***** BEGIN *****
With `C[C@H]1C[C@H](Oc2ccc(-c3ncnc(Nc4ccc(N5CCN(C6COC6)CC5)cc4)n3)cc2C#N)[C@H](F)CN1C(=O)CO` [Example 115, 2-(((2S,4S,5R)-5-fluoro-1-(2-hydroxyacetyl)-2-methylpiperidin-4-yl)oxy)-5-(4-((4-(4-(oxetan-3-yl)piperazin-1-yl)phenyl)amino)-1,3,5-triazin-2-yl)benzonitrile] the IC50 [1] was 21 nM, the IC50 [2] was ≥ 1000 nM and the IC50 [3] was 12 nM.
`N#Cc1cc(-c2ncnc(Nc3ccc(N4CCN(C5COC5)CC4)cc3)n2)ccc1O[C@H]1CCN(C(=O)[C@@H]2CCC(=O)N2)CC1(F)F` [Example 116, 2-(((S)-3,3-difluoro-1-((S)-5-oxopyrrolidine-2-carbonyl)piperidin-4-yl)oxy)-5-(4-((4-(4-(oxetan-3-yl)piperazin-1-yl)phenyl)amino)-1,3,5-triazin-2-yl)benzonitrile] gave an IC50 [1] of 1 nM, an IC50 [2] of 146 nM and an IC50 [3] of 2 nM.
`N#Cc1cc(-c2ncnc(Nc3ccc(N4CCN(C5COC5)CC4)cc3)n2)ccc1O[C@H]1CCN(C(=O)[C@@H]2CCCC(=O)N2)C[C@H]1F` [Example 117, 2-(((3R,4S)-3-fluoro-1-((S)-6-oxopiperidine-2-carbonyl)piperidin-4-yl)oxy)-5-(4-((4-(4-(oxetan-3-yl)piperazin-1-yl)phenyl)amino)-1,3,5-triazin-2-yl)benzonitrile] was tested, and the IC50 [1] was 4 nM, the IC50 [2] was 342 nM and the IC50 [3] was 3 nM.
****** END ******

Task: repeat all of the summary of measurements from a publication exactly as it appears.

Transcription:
With `C[C@H]1C[C@H](Oc2ccc(-c3ncnc(Nc4ccc(N5CCN(C6COC6)CC5)cc4)n3)cc2C#N)[C@H](F)CN1C(=O)CO` [Example 115, 2-(((2S,4S,5R)-5-fluoro-1-(2-hydroxyacetyl)-2-methylpiperidin-4-yl)oxy)-5-(4-((4-(4-(oxetan-3-yl)piperazin-1-yl)phenyl)amino)-1,3,5-triazin-2-yl)benzonitrile] the IC50 [1] was 21 nM, the IC50 [2] was ≥ 1000 nM and the IC50 [3] was 12 nM.
`N#Cc1cc(-c2ncnc(Nc3ccc(N4CCN(C5COC5)CC4)cc3)n2)ccc1O[C@H]1CCN(C(=O)[C@@H]2CCC(=O)N2)CC1(F)F` [Example 116, 2-(((S)-3,3-difluoro-1-((S)-5-oxopyrrolidine-2-carbonyl)piperidin-4-yl)oxy)-5-(4-((4-(4-(oxetan-3-yl)piperazin-1-yl)phenyl)amino)-1,3,5-triazin-2-yl)benzonitrile] gave an IC50 [1] of 1 nM, an IC50 [2] of 146 nM and an IC50 [3] of 2 nM.
`N#Cc1cc(-c2ncnc(Nc3ccc(N4CCN(C5COC5)CC4)cc3)n2)ccc1O[C@H]1CCN(C(=O)[C@@H]2CCCC(=O)N2)C[C@H]1F` [Example 117, 2-(((3R,4S)-3-fluoro-1-((S)-6-oxopiperidine-2-carbonyl)piperidin-4-yl)oxy)-5-(4-((4-(4-(oxetan-3-yl)piperazin-1-yl)phenyl)amino)-1,3,5-triazin-2-yl)benzonitrile] was tested, and the IC50 [1] was 4 nM, the IC50 [2] was 342 nM and the IC50 [3] was 3 nM.